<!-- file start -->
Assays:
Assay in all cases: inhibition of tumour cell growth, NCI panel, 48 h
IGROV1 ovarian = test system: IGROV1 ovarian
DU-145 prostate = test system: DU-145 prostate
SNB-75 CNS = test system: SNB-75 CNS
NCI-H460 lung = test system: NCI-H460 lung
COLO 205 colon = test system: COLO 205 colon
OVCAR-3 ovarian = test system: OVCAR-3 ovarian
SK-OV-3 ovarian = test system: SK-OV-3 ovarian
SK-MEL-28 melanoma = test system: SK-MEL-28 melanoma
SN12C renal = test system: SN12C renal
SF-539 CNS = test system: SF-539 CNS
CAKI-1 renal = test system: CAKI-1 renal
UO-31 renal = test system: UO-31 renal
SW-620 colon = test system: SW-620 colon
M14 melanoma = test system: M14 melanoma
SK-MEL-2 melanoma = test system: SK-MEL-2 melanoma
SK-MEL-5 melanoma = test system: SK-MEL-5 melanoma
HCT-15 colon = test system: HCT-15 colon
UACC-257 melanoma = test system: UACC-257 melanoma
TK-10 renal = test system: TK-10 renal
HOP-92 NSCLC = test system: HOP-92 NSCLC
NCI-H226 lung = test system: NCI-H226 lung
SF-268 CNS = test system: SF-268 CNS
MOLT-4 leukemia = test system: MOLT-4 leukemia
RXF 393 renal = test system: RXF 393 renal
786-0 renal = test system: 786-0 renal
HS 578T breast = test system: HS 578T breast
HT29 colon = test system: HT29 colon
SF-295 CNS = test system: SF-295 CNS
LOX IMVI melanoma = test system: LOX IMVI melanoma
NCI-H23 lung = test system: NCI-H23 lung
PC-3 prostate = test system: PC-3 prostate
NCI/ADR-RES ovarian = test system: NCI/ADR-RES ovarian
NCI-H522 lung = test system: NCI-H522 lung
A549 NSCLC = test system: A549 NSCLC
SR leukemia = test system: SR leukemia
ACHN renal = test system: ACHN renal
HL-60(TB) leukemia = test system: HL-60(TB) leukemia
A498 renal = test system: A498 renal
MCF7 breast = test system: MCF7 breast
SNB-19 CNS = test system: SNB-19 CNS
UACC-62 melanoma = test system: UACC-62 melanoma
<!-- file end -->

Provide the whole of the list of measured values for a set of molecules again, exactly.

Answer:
Assays:
Assay in all cases: inhibition of tumour cell growth, NCI panel, 48 h
IGROV1 ovarian = test system: IGROV1 ovarian
DU-145 prostate = test system: DU-145 prostate
SNB-75 CNS = test system: SNB-75 CNS
NCI-H460 lung = test system: NCI-H460 lung
COLO 205 colon = test system: COLO 205 colon
OVCAR-3 ovarian = test system: OVCAR-3 ovarian
SK-OV-3 ovarian = test system: SK-OV-3 ovarian
SK-MEL-28 melanoma = test system: SK-MEL-28 melanoma
SN12C renal = test system: SN12C renal
SF-539 CNS = test system: SF-539 CNS
CAKI-1 renal = test system: CAKI-1 renal
UO-31 renal = test system: UO-31 renal
SW-620 colon = test system: SW-620 colon
M14 melanoma = test system: M14 melanoma
SK-MEL-2 melanoma = test system: SK-MEL-2 melanoma
SK-MEL-5 melanoma = test system: SK-MEL-5 melanoma
HCT-15 colon = test system: HCT-15 colon
UACC-257 melanoma = test system: UACC-257 melanoma
TK-10 renal = test system: TK-10 renal
HOP-92 NSCLC = test system: HOP-92 NSCLC
NCI-H226 lung = test system: NCI-H226 lung
SF-268 CNS = test system: SF-268 CNS
MOLT-4 leukemia = test system: MOLT-4 leukemia
RXF 393 renal = test system: RXF 393 renal
786-0 renal = test system: 786-0 renal
HS 578T breast = test system: HS 578T breast
HT29 colon = test system: HT29 colon
SF-295 CNS = test system: SF-295 CNS
LOX IMVI melanoma = test system: LOX IMVI melanoma
NCI-H23 lung = test system: NCI-H23 lung
PC-3 prostate = test system: PC-3 prostate
NCI/ADR-RES ovarian = test system: NCI/ADR-RES ovarian
NCI-H522 lung = test system: NCI-H522 lung
A549 NSCLC = test system: A549 NSCLC
SR leukemia = test system: SR leukemia
ACHN renal = test system: ACHN renal
HL-60(TB) leukemia = test system: HL-60(TB) leukemia
A498 renal = test system: A498 renal
MCF7 breast = test system: MCF7 breast
SNB-19 CNS = test system: SNB-19 CNS
UACC-62 melanoma = test system: UACC-62 melanoma